Father Titus Brandsma, a Carmelite friar and prominent Dutch scholar, was one of the over 1,000 Catholic priests who perished in the concentration camp of Dachau, near Munich (Bavaria, Germany). It is thought that Brandsma, who had been interned in Dachau for several months, was executed exactly 75 years ago today, on July 26, 1942.
On that Sunday, Brandsma’s sacrifice was united to the holy One he had celebrated so many times at Holy Mass. On that Sunday, the 9th Sunday after Pentecost, new waves of persecution would be launched in his native Netherlands due to the reading from pulpits across the nation of the Pastoral Letter of the national episcopate (see previous post).
Why had Brandsma been detained and sent to Dachau? He had been under strict surveillance by the German forces of occupation and their local National Socialist collaborators for some time. He was a great master of Carmelite spirituality, but that was not the problem for the occupation forces – the problem was the influence the former Rector of the Catholic University of Nijmegen had with Abp. de Jong, Metropolitan Archbishop of Utrecht.
Catholic periodicals had always blocked the publication of Socialist and Communist propaganda – they should not, and could not, print National-Socialist propaganda either. Abp. de Jong published the following note, drafted by Brandsma:
Circular of the Archbishop of Utrecht in the name of the Episcopate to the directors and editors-in-chief of Catholic periodicals16 January 1942We are completely aware of the most difficult position in which the Catholic press finds itself as well as of the big economic interests that are at stake. We would also greatly deplore if the Catholic press, which has been built through so many efforts and sacrifices, and which have done so much good, were to disappear. But there are limits and we could not recognize papers as Catholic that propagate a view of life that is in conflict with the Catholic view. These [papers] would be of even greater danger to Catholics than neutral or National-Socialist papers, as the faithful take a reserved stand towards these, whereas they would believe that the Socialistic view of life would be acceptable to them if it were propagated in papers with an otherwise Catholic position. Also, it would cause scandal if Catholic journalists were allowed to propagate National-Socialism, which is prohibited to others.Therefore this reverend Episcopate declares explicitly that the admission of advertisements of the N.S.B. [Nationaal-Socialistische Beweging – Dutch National Socialist Movement] in your papers, as well as the admission of articles that tend to promote the N.S.B. in whole or partly (unless they are, in relation to this matter, effectively improved, corrected or cut down), deprives your paper of its Catholic character and that the public will be notified of this. Concerning the admission of those National-Socialist messages and reports whose publication is obligatory, their source must be made clear. The reverend Episcopate also declares that disregard for these norms must in general be considered as a sign of significant support to the NSB and that those responsible for it also fall under the sanctions that are hereby applied.In order to achieve a unanimous attitude, the reverend Episcopate would mostly appreciate the receipt of a written declaration – via the Spiritual Advisor [of the Chancery], Prof. Dr. T. Brandsma – that you, as a director or editor-in-chief, are willing to follow these norms.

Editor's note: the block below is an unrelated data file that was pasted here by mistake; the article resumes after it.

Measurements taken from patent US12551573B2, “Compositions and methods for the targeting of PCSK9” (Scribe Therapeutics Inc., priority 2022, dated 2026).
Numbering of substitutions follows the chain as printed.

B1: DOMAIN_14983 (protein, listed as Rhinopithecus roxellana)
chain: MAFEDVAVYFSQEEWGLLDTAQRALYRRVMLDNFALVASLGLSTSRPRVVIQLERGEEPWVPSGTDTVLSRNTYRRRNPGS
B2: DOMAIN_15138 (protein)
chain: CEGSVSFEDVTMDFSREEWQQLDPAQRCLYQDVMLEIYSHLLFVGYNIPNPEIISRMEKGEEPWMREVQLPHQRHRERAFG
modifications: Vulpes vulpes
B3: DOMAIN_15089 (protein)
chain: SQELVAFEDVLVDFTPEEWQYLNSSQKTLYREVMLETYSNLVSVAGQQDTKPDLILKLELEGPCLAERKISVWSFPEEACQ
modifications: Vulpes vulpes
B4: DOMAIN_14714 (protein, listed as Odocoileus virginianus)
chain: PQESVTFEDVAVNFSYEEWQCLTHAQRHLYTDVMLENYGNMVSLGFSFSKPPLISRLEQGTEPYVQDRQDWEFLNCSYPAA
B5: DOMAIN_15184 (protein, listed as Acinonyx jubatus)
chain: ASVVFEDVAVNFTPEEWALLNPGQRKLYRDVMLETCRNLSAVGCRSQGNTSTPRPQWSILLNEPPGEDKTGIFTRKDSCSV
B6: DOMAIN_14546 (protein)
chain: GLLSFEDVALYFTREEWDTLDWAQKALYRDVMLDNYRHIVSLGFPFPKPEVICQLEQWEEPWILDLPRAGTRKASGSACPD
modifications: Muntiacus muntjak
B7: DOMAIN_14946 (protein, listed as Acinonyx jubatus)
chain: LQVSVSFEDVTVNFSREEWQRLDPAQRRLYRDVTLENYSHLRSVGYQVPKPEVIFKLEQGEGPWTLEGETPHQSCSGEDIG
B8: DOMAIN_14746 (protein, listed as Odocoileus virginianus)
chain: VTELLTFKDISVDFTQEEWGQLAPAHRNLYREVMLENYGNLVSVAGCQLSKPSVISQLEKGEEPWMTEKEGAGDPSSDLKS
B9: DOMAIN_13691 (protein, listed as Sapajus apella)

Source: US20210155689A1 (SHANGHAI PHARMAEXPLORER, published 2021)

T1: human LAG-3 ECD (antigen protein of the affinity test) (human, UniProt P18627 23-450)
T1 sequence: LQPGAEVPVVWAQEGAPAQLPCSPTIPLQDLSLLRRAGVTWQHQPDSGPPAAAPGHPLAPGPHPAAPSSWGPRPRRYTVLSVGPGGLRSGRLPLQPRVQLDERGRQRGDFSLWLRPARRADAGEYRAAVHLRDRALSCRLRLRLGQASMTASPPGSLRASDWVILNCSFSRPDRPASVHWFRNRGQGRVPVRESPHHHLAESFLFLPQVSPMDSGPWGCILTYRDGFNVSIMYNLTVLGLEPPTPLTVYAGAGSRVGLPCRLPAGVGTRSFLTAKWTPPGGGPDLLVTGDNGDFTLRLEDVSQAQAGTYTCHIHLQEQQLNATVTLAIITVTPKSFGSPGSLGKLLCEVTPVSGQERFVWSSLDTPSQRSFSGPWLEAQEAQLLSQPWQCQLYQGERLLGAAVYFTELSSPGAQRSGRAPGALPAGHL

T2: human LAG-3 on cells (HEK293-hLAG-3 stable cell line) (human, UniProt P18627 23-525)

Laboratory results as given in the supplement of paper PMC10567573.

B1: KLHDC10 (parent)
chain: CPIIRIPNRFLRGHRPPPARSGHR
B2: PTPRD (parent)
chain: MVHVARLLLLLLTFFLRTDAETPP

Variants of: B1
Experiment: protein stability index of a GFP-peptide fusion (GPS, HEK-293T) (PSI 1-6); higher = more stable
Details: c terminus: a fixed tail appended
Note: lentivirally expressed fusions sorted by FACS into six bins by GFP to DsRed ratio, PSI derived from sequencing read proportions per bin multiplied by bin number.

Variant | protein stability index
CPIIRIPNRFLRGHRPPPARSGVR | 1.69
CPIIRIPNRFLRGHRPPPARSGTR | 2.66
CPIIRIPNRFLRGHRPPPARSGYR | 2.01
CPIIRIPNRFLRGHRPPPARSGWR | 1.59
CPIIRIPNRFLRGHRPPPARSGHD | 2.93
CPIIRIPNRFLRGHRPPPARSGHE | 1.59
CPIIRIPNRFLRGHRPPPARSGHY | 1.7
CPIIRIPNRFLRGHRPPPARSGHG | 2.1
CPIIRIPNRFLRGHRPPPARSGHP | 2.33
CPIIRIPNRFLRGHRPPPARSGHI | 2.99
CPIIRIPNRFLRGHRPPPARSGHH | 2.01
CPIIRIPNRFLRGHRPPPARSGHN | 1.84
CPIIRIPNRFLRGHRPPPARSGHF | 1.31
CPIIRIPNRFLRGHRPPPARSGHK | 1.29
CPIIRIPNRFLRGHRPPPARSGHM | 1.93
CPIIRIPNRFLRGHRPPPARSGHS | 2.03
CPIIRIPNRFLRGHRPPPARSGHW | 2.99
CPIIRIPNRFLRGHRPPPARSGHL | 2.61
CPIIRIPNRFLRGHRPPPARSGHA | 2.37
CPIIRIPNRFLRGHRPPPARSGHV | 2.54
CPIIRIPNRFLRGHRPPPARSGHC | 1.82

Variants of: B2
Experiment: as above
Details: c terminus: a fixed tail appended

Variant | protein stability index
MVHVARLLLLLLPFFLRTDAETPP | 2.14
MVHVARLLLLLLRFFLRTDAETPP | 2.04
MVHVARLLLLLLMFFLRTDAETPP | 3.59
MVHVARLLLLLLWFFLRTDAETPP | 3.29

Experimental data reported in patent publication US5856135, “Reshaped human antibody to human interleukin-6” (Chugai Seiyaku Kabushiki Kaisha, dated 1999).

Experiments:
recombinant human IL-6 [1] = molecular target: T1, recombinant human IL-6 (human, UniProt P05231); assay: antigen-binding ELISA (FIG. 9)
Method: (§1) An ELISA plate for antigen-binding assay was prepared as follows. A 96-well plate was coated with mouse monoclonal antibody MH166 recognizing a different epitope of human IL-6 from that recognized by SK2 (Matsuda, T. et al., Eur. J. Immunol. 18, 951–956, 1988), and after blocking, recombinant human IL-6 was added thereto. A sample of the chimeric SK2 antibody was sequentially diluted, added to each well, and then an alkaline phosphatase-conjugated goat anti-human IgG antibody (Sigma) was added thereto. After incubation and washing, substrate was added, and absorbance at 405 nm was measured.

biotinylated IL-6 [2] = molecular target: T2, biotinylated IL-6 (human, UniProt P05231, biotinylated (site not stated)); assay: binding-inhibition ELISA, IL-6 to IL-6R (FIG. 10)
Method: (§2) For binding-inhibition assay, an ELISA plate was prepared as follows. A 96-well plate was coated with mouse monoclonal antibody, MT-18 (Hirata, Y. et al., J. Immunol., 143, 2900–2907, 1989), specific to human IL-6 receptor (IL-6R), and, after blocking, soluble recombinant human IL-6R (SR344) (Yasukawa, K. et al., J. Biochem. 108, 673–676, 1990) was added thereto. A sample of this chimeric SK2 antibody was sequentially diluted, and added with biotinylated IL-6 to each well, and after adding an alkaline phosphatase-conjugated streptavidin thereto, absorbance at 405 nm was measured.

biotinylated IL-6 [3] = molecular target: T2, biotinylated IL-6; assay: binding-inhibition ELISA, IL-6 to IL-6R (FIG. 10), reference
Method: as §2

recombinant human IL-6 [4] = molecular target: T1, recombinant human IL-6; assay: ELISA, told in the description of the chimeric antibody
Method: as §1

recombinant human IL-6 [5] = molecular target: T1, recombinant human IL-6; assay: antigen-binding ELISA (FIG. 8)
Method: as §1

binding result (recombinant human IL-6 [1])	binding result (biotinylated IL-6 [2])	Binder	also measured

Bl. Father Bradsma would be detained days after the publication of this note.
In this article, there are three different names: “Brandisma,” “Bradsma,” and “Brandsma.” Do these names all refer to the same person? If so, which one is correct?